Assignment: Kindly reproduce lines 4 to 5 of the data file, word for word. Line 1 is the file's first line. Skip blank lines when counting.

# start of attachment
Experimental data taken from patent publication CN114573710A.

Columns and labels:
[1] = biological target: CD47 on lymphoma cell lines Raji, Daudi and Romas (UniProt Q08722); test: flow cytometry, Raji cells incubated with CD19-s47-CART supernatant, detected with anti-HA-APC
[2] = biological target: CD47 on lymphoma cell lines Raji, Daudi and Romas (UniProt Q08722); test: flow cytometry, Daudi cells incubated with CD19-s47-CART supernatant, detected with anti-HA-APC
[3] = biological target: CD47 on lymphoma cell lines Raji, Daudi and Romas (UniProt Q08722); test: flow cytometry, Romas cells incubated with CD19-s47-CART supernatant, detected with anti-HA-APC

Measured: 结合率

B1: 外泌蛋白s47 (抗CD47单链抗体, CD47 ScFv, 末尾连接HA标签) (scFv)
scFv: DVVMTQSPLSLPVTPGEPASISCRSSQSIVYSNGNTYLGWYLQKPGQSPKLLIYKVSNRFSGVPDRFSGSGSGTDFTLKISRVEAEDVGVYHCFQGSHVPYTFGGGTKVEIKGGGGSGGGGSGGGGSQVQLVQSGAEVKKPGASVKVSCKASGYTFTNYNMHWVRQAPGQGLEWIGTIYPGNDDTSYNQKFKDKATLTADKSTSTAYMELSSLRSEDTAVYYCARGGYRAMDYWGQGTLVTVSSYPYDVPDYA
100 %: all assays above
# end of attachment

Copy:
[2] = biological target: CD47 on lymphoma cell lines Raji, Daudi and Romas (UniProt Q08722); test: flow cytometry, Daudi cells incubated with CD19-s47-CART supernatant, detected with anti-HA-APC
[3] = biological target: CD47 on lymphoma cell lines Raji, Daudi and Romas (UniProt Q08722); test: flow cytometry, Romas cells incubated with CD19-s47-CART supernatant, detected with anti-HA-APC